As the European Central Bank comes closer to buying sovereign bonds, one London-based think tank says an opportunity has arisen to fix one of the euro zone’s birth defects — the absence of a credible “risk-free” asset. Regulators deem domestic sovereign bonds risk-free — so-called although no asset is entirely without risk — and push financial firms to buy them as a safety buffer, exempting them from a rule that requires setting aside capital for holding other assets.
However, when they assess how strong a bank needs to be, regulators consider both German bonds — the only state debt in the bloc rated triple-A by all three major agencies — and bonds issued by Greece, which defaulted two years ago, risk-free. As a result, euro zone banks are loaded with low-rated government debt, creating a potential “doom loop”, in which troubles at a bank can drag in governments and vice-versa.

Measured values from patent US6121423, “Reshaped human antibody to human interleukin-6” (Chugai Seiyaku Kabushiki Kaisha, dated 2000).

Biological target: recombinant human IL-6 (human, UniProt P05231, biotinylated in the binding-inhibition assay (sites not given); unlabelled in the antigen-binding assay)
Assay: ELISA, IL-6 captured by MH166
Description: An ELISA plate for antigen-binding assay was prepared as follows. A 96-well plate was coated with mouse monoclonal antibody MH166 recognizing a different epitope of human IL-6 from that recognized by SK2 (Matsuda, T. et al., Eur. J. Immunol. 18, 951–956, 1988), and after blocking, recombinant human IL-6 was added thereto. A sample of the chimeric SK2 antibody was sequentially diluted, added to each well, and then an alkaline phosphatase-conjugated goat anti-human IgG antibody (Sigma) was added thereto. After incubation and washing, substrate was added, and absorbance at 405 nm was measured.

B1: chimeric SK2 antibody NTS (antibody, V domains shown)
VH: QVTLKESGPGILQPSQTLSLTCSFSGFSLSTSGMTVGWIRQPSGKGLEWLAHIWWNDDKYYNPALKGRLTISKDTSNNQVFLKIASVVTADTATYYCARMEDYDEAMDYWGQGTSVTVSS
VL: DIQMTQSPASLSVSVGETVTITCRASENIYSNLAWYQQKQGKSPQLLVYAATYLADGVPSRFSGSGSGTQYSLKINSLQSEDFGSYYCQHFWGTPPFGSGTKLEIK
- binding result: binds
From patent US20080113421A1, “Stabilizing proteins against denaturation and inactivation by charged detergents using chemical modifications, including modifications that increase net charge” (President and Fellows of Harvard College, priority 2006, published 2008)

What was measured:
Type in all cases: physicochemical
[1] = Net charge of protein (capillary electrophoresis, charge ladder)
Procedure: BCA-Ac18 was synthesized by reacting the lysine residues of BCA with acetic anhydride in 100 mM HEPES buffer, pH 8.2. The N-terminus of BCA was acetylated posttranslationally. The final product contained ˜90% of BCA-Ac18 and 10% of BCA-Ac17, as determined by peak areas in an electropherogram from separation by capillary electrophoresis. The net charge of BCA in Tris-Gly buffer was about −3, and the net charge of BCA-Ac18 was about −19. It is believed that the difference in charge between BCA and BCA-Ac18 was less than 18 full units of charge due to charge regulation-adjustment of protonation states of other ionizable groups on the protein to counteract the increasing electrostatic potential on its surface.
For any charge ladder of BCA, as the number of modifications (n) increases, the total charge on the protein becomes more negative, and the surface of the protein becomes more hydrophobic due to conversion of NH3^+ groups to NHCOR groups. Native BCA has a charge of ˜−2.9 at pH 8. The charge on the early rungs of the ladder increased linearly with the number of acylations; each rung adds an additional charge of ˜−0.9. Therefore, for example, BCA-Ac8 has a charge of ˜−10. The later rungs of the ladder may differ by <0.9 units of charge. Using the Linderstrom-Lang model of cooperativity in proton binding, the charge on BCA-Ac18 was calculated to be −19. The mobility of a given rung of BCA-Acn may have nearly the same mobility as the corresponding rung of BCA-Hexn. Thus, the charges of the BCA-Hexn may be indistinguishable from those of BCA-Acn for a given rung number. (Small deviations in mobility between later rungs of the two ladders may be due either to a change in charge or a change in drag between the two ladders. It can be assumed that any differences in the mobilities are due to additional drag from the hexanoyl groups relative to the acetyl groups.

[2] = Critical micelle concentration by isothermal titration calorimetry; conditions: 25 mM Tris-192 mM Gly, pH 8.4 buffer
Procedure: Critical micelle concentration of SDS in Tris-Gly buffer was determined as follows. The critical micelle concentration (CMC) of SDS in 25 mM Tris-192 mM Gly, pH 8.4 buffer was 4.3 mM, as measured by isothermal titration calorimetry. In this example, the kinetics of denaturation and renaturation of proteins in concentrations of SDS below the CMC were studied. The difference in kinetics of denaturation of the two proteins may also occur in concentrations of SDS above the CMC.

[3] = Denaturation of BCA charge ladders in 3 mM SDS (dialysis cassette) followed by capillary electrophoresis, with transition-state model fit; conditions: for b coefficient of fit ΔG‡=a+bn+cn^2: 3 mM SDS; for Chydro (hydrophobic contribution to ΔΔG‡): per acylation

The most commonly discussed proposal for a new risk-free asset is a joint euro bond that transfers debt risk from weaker countries to stronger ones. However, that idea has faced resistance from the latter who fear they could end up on the hook for less prudent borrowers’ profligacy. Luis Garicano and Lucrezia Reichlin at the Centre for Economic Policy Research have come up with an idea that they say counters that objection and breaks the toxic link between banks and sovereigns.
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